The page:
Help Clients to Find the Real Problem

What is the problem? No, not that problem, that’s just a distraction masquerading as a problem. I’m talking about the real problem.

Consultants often find themselves so distracted with everything going on around them… and the continuous barrage of information and requests from their clients, that they lose sight of the real issues.

If you’ve got more than one or two clients this is something you’ve probably experienced.

What complicates things even further is that the longer you work with your consulting clients the more opportunities there are for things to go off course. You may still be providing ‘results’ for your client. The problem being the results you are delivering aren’t really moving your clients business forward.

Wake Up Call
Right now, think about your clients and projects. Is the work you’re doing directly focused on dealing with the biggest problem they have?

Don’t fool yourself here. Be 100% honest.

It’s easy to help clients build complex solutions, or offer them new technology. But we must first help them to find out what the real problem their business faces is.

Patch vs. Stitch
When you’re in your kitchen cutting vegetables, get distracted, and mistakenly slice deep into your hand, simply putting a bandage on it is not enough…even if you put 2, 3, 4, or even 10 bandages on…all your really doing is slowing the blood loss.

A deep cut requires stitches. So too is the case in business.

When a client has a problem you must make sure that you’re addressing the root of the problem, not adding more ‘bandages’ to the affected area.

Take a long hard look at the work you are doing for your client and think, “will this actually help solve the problem in their business.” If not, it’s time that you sit down with your client and get things back on course.

Maintaining focus and directing your efforts and work on the real problem not only shows your client a great deal of commitment on your part, it also demonstrates that you really are their trusted consultant and advisor.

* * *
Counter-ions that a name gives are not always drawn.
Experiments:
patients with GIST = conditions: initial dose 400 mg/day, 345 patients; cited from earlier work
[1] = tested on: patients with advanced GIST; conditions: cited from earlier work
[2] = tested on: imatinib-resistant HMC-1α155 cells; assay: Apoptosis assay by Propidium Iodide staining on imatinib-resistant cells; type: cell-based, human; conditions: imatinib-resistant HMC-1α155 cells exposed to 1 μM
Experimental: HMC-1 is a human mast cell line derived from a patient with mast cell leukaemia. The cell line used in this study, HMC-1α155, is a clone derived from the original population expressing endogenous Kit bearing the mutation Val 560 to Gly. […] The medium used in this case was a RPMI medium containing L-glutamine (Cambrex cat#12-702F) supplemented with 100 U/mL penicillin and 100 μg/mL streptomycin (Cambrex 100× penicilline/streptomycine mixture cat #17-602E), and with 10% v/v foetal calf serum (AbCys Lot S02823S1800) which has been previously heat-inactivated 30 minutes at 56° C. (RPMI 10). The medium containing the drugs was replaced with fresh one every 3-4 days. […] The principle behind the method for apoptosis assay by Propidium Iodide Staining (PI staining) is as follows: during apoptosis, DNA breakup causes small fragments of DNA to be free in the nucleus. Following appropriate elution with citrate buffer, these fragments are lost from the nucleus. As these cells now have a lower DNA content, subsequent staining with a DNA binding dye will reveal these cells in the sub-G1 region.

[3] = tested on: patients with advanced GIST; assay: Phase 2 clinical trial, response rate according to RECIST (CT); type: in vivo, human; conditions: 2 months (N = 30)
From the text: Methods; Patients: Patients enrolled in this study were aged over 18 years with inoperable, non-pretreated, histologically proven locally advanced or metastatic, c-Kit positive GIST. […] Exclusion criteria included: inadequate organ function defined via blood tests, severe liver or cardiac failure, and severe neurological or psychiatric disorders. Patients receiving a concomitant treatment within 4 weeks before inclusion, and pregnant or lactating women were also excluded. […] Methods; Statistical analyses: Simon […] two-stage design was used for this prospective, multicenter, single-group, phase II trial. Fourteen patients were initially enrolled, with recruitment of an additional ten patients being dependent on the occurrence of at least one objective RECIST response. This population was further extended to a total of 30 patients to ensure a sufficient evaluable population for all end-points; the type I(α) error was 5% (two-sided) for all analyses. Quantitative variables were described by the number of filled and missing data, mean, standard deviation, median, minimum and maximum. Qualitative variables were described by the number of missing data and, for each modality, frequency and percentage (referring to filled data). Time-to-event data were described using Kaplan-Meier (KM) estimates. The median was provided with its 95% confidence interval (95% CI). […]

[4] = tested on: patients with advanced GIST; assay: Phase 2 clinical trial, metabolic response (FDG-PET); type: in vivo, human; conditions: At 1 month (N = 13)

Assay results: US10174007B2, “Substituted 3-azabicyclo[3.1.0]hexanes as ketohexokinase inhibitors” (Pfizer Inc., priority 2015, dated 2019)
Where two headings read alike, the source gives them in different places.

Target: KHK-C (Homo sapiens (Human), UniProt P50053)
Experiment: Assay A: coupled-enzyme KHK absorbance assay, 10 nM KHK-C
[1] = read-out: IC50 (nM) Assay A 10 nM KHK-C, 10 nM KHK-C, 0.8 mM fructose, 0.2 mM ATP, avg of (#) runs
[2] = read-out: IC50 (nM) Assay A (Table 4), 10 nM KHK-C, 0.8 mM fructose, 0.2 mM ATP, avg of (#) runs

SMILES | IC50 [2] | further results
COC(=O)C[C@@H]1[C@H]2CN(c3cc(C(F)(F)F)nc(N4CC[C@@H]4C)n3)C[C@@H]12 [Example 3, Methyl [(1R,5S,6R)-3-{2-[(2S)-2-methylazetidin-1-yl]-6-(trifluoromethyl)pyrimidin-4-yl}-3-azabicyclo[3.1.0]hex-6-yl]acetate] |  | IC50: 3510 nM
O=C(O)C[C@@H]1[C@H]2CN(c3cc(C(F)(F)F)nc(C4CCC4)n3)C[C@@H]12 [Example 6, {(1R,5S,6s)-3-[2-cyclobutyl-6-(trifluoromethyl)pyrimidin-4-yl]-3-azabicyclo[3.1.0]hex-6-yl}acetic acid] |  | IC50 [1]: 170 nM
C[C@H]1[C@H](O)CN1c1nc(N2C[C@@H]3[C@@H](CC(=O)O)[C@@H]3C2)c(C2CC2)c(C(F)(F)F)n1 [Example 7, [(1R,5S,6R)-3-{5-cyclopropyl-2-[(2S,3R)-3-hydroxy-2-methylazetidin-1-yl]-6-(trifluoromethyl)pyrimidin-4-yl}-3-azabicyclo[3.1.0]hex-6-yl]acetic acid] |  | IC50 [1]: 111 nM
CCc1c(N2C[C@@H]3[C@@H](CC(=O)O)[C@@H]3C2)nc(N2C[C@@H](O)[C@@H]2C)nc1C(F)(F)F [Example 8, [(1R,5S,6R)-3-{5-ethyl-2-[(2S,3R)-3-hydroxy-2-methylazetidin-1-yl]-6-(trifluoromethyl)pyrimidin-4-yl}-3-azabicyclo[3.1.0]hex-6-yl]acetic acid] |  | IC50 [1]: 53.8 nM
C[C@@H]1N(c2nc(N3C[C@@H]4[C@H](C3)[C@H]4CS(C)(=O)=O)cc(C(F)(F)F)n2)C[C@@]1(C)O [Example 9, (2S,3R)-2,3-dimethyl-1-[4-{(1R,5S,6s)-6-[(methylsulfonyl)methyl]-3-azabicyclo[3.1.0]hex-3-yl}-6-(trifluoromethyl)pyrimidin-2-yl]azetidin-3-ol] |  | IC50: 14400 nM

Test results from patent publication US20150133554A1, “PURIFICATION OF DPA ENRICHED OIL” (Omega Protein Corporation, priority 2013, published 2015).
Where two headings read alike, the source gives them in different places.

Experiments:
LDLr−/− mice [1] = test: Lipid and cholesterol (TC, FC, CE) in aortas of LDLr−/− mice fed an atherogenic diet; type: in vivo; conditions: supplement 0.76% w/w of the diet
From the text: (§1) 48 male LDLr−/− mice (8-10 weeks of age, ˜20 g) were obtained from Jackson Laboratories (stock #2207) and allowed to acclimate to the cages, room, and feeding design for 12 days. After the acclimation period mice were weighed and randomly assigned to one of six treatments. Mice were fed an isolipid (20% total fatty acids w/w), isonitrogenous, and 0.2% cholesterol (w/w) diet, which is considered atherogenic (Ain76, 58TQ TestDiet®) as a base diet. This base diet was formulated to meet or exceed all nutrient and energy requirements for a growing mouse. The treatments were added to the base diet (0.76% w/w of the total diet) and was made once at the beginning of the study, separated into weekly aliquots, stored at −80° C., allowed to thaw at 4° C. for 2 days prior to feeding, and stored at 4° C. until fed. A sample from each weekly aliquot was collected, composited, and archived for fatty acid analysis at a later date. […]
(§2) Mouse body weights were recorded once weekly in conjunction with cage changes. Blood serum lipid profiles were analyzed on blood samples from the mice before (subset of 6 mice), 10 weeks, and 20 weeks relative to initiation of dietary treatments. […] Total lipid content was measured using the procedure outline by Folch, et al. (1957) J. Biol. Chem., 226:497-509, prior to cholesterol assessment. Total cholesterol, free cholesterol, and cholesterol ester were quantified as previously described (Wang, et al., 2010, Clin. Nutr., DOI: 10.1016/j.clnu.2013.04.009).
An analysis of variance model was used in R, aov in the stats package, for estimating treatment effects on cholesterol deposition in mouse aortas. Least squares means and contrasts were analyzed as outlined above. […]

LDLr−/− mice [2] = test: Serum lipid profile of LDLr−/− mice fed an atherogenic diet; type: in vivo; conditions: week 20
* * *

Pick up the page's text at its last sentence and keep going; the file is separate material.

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  • Michael, I wrote a post over at my blog very similar to this:
    http://www.tvcnet.org/2011/04/solving-problems-or

    As consultants, I don't feel we serve the client if we just "fix" the problem. I prefer to be a problem solver to demonstrate my overall value. I don't think we would be true to our craft as professionals if we just addressed the symptoms of a problem versus taking a hard look and finding the root-cause to a problem in a business that we were hired to serve.

    I often wonder if there is the subconscious fear that some consultants have thinking that if they solve the client's problem they won't be needed. They're only fixing problems out of the need for self-preservation.

    Would you agree?

    • Justin – great points! I'd say you're right on the mark re your last point.

  • David Taylor

    This is a very important point, both for the consultant and for the profession. Sadly, I think that there are several ways that we consultants sometimes do a disservice to the profession — allowing scope (and therefore fee creep), being "yes" men and even fixing symptoms rather than root causes to name a few. A certain degree of this may be inevitable in a environment where consultants are striving to make a living and clients are unsure of what they want or need. However, I would argue that this means that consultants need to double their vigilance to protect both present and future integrity of the profession.

    David Taylor
    Ohrn Consulting

    • David, thanks for your comment! Well said. There is a fine balance in the profession. At the end of the day it all comes back to your reputation and how you want to be viewed and talked about. The more you actually help clients get results the more they will trust you, talk about you, and refer you to other businesses.